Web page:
Why no one talks about this? 


Its been a really long and tiring day. I close my eyes and daydream about my bed and its comforting curves. The elevator doors open bring me out of my reverie. Seated, I bring out my earphones and soon resume my daydreaming amidst the blaring horns of traffic. I lose track of time and before long find myself jerking awake to the taxi’s brakes. Turning off my Ipod, I  silence a lonesome singer, and get off. Walking inside gives me little comfort. Why? I ask myself confused. I have been waiting to hide away from the world since morning, haven’t I? Maybe I should try and eat something first. It is the hunger, I proclaim.

Before I realize it is midnight. In front of me is an empty bag of chips, a messy plate with leftovers, and the half eaten pizza I had from last night. The TV screen is rolling ending credits of some movie I do not remember watching. Maybe I am tired.

As I turn off the lights and lie on my bed, I feel a sudden burst of energy, of optimism. Tomorrow will be better. Suddenly my sleep vanishes and so I mentally start forming plans and chart out lists upon lists of things to do. Call my friends and catch up maybe? Maybe.

Before I know it, it is dawn. It descended so stealthily that I barely had time to cope up. And so I close my eyes and wake up to the sound of the alarm. The only time that my phone rings nowadays.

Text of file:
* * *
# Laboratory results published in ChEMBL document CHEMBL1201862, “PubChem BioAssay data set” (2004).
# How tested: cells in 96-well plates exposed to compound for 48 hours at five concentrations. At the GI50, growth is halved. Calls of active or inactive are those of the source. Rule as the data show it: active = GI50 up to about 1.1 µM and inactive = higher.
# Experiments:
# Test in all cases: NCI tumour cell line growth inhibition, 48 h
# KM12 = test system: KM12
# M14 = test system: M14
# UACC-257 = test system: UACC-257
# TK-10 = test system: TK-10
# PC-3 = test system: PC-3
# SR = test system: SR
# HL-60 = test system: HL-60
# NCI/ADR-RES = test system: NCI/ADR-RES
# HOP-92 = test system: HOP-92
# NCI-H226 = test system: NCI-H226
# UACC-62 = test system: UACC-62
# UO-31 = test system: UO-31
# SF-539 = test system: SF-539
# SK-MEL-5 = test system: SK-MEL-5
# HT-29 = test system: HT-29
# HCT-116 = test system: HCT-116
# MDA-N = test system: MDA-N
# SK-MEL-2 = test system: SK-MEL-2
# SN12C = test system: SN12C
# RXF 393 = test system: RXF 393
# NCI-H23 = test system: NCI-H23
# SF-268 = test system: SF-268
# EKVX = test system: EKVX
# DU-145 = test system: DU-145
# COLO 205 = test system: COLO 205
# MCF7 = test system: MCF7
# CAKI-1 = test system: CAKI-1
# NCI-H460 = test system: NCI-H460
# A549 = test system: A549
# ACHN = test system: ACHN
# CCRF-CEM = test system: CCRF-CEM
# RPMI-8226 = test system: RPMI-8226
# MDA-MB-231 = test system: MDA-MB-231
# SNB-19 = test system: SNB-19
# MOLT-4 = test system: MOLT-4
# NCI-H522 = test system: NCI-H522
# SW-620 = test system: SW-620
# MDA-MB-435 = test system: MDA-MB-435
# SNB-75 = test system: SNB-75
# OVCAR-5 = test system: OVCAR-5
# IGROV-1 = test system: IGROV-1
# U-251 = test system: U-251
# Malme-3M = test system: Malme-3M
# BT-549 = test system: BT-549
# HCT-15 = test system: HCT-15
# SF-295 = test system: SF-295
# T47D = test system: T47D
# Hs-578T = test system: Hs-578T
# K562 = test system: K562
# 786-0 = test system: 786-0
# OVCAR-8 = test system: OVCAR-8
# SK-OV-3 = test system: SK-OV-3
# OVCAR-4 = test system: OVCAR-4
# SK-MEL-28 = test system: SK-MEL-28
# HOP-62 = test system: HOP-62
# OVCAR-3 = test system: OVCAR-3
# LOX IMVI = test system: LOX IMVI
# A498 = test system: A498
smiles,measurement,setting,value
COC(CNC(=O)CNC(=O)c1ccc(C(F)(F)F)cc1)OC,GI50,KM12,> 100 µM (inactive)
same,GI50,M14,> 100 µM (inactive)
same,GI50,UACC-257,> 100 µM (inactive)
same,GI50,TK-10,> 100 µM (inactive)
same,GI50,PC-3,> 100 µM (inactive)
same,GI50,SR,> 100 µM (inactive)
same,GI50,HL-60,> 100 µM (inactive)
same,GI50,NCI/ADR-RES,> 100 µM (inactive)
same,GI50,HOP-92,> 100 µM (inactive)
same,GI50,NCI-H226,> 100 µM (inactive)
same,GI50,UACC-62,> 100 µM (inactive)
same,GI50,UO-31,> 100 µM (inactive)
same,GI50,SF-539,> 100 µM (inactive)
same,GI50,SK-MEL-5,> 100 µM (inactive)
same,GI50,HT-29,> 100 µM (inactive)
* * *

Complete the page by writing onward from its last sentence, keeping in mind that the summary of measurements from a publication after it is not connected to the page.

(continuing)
The daily struggle ensues. Struggle to keep my eyes open, struggle to keep my calm, struggle to keep at bay the frustration building up inside of me, struggle to hide my anxious desire to escape. Another day, another day because today doesn’t seem like my day. But each day is the same. Always the same!

Around 350 million people suffer from depression worldwide, which makes up for 5% of world’s population.

It has been found that depression doesn’t have one single cause. And brain chemistry, hormones, genetics and personal risk factors may all play a role.

Why is something so prevalent neglected? Why don’t we seek help? Why is this disorder still considered a taboo?

Mental health disorders, especially depression, are associated with more than 90% of all cases of suicides.

Let us break this taboo by talking about it, learning about it and doing something about it.


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